When the chairman of the School Advisory Board climbed on the roof of Deerfield Beach Middle on November 29, he took photographs of what he thought looked like men who'd "just gotten off the landing ship." The men were in space suits attached to respirators and were digging up voluminous amounts of earth in the schoolyard in the middle of a school day.

As he snapped photos, Phil Swinford was taken by surprise by a man who'd spied him on the roof. The man, Jack King of EnHealth Environmental, Inc., was not happy. "I thought they were going to arrest me," Swinford says bemusedly. EnHealth was hired by the Broward school board as a consultant on asbestos removal.

Swinford's mission is to unearth facts about environmental safety at the school after New Times exposed numerous federal violations at Deerfield Middle -- some possibly resulting in children becoming exposed to potentially carcinogenic asbestos dust. (See "Warning: This School May Cause Cancer," October 28.)

Swinford says he was told that workers were removing soil because it was determined it had been contaminated with asbestos -- back in 1972. "I'm still trying to get the whole story," Swinford says.

He's just one of a growing number of community activists, parents, teachers, and school board employees who've been spurred to action. A community meeting, led by concerned parent Carmen Jones, was held two weeks ago in Deerfield Beach in which New Times staff writer Bob Norman further explained his findings.

The parents plan to push the school board for answers. It's difficult to say now where their efforts will lead, but Swinford says he won't let it rest until the school board, which has maintained a veil of silence because of a pending federal lawsuit, comes clean. "If we have to," he says, "we'll go out there with picket signs that say: 'What about the asbestos?'"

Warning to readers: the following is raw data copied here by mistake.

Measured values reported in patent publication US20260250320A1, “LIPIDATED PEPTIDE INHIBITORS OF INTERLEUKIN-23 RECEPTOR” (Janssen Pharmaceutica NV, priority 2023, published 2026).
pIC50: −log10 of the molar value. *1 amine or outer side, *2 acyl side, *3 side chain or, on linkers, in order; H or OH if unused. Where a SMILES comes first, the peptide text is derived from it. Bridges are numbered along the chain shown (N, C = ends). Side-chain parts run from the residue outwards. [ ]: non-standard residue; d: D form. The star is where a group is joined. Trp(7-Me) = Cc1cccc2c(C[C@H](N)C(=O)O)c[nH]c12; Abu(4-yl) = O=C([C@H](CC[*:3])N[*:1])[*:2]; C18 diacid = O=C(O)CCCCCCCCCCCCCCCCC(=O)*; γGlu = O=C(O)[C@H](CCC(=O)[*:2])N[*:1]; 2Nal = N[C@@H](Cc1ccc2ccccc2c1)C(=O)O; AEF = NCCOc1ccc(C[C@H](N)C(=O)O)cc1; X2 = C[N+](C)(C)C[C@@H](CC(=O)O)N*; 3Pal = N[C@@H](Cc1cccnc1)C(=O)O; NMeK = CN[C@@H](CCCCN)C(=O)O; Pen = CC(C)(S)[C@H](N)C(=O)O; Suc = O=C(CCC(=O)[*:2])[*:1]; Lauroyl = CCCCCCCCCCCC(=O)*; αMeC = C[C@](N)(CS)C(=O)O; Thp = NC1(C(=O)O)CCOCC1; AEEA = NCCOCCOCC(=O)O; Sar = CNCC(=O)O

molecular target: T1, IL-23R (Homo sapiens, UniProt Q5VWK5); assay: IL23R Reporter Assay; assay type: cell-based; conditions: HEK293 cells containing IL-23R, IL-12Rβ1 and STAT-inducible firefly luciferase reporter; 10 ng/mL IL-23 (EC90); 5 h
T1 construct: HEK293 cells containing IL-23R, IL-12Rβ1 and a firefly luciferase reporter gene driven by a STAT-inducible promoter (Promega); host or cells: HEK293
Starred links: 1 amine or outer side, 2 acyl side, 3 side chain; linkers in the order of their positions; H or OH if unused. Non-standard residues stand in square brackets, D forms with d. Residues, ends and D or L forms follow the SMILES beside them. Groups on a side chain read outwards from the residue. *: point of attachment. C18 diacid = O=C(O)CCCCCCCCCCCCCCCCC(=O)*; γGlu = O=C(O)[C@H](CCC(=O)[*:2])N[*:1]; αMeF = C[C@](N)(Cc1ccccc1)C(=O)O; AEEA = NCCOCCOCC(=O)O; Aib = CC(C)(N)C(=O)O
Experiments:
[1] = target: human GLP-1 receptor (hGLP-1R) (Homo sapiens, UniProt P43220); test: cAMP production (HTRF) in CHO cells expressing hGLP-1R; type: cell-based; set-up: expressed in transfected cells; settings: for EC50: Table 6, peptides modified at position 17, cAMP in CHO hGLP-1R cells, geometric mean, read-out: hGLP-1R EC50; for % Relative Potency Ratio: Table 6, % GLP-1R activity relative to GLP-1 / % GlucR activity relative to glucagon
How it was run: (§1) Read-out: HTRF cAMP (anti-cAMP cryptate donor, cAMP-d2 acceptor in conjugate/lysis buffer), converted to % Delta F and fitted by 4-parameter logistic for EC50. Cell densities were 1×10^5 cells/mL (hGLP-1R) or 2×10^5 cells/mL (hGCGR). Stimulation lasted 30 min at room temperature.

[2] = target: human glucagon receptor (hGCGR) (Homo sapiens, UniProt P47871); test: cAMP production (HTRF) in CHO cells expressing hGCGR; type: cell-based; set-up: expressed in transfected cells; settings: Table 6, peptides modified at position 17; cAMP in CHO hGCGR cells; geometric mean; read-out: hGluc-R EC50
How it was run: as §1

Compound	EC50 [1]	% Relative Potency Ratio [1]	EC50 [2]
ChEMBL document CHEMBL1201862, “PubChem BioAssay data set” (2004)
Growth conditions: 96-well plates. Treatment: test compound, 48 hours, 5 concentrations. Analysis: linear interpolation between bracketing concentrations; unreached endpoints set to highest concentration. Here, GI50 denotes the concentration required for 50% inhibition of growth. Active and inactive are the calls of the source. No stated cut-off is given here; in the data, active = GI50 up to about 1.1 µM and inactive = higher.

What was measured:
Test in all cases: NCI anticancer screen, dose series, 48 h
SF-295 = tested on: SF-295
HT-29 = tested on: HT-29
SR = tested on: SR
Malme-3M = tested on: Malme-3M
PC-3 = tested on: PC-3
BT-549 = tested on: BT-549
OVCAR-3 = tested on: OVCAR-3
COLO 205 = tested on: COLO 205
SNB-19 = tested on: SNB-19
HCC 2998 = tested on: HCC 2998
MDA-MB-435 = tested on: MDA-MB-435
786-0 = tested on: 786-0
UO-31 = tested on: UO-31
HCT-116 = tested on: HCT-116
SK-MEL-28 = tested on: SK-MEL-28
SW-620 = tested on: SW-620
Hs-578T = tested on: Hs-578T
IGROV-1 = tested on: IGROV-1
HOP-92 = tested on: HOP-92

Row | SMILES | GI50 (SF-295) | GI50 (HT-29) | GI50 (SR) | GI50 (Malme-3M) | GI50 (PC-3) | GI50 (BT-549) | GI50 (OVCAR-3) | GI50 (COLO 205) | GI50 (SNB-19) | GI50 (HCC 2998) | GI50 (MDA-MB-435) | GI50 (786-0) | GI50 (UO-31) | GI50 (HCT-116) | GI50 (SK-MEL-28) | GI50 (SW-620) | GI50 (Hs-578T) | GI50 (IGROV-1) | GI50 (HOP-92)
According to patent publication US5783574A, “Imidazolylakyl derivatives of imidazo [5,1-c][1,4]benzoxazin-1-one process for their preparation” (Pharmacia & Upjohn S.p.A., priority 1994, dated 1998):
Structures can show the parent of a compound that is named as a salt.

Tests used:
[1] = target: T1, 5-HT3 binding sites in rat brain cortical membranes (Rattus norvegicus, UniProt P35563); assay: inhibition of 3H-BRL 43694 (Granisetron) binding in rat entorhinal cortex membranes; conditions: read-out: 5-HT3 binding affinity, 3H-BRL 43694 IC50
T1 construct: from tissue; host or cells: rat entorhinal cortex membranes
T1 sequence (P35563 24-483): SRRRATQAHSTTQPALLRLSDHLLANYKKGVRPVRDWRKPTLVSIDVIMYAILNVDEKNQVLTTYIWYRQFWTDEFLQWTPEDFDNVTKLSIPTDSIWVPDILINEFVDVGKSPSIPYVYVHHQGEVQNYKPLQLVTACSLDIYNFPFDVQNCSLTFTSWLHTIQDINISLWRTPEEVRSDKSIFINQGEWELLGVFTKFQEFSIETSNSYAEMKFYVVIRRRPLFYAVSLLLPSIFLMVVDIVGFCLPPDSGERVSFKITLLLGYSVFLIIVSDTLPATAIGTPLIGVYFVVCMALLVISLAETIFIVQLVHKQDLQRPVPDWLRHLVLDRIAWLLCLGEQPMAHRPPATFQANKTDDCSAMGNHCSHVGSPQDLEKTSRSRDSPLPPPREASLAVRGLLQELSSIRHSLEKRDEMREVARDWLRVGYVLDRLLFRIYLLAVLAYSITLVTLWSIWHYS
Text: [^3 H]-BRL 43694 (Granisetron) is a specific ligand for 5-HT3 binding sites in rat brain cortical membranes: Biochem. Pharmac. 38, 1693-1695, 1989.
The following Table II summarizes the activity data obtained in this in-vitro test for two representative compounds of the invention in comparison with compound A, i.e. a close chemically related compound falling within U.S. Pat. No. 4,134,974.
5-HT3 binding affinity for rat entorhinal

We are about to make our first prediction regarding the new year. It will be weird on Fort Lauderdale beach on January 1st.

How can we prognosticate? By reading about the lineup of activities, courtesy of the city's very promotional Official Millennium Guide. The author, in a typically understated way, says of all city residents, "We've transformed a swamp into a city that's become the envy of the entire world." Hey, why not celebrate that kind of accomplishment?

The guide tells us that on January 1, 2000, there will be "easy spirituality" on the beach between Sunrise and Las Olas boulevards. We've seen that kind of atmosphere, usually in the form of a very white-skinned tourist with a load on.

But the day starts in a real spiritual way with something called the Millenium Mile Human Chain. For all of you getting up at dawn after New Year's Eve, there's a sunrise Christian service on the beach where you can join hands in a "We Are the Beach" type of chain thing. Next comes a dunking in the ocean that's been labeled a "Water Baptism" and, of course, some gospel music.

In true Fort Lauderdale fashion, the tone quickly turns temporal when the celebration moves to that temple of overindulgence, the Elbo Room. There you'll watch a ball drop at noon. (And why at noon instead of the traditional start of the new year? Well, no one seems to know.) We guess it will simply signal the start of another year of hedonistic frolicking on the beach. Say hallelujah.

Got a tip? Call 954-233-1581, fax 954-233-1571, or e-mail [email protected].

KEEP NEW TIMES BROWARD-PALM BEACH FREE... Since we started New Times Broward-Palm Beach, it has been defined as the free, independent voice of South Florida, and we'd like to keep it that way. With local media under siege, it's more important than ever for us to rally support behind funding our local journalism. You can help by participating in our "I Support" program, allowing us to keep offering readers access to our incisive coverage of local news, food and culture with no paywalls.
Tom Walsh
Contact: Tom Walsh